As it is, our environment is a network which will become ever more complex, with technologies that already lie beyond the common understanding of individuals, the Driver-less car takes this further as a form of encapsulation of technology, this is not to perceive it in a negative form but it shows that there are objects that lie beyond the human that produce a certain level of agency. It then should be noted as ANT states that all objects, all actors have agency within a network. Cristina Meini maintains “(1) all the levels of self-information and self- knowledge correspond to informational structures somehow influenced by interactions; and that (2) even some aspects of the inanimate world (e.g., electronic tools) could intervene in the structuring process of the self”9. What type of ontology this network creates is for debate. As it becomes clear that the traditional notion of man (humanism) is wrong and begins to be displaced by Techno-networks.
In conclusion, early western thought created the notion of man and put it at the center of the universe, released from the chains of mythologies and religious dogmas, man had no origins to hold on to, he attempted to quiet proudly re-invent himself with humanist ideals of liberty, morality and ethics of the citizen, looking out to the world and finding the facts about nature and his own being. This resulted in a dualism and a socioeconomic legacy of the white man vs the other, which due to the nature of its geopolitics, (humanism) defeated itself.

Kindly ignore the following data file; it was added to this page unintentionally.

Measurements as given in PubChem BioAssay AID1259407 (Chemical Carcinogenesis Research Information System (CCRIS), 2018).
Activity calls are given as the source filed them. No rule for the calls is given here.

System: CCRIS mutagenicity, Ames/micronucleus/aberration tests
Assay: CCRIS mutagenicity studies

The collapse of humanists after the wars and conflicts of the 20th century deconstructed the goals science and technology so deeply that, the belief that there is something objective, an undiscovered truth in the universe no longer appealed to people. Humanist ideals no longer are able to stand up the challenge, within the context of a globalization and the explosion of the information age of recent decades, the post-human turn displaces man and his universal self-reflexive reason with a self-organizing and a constructive process of the self.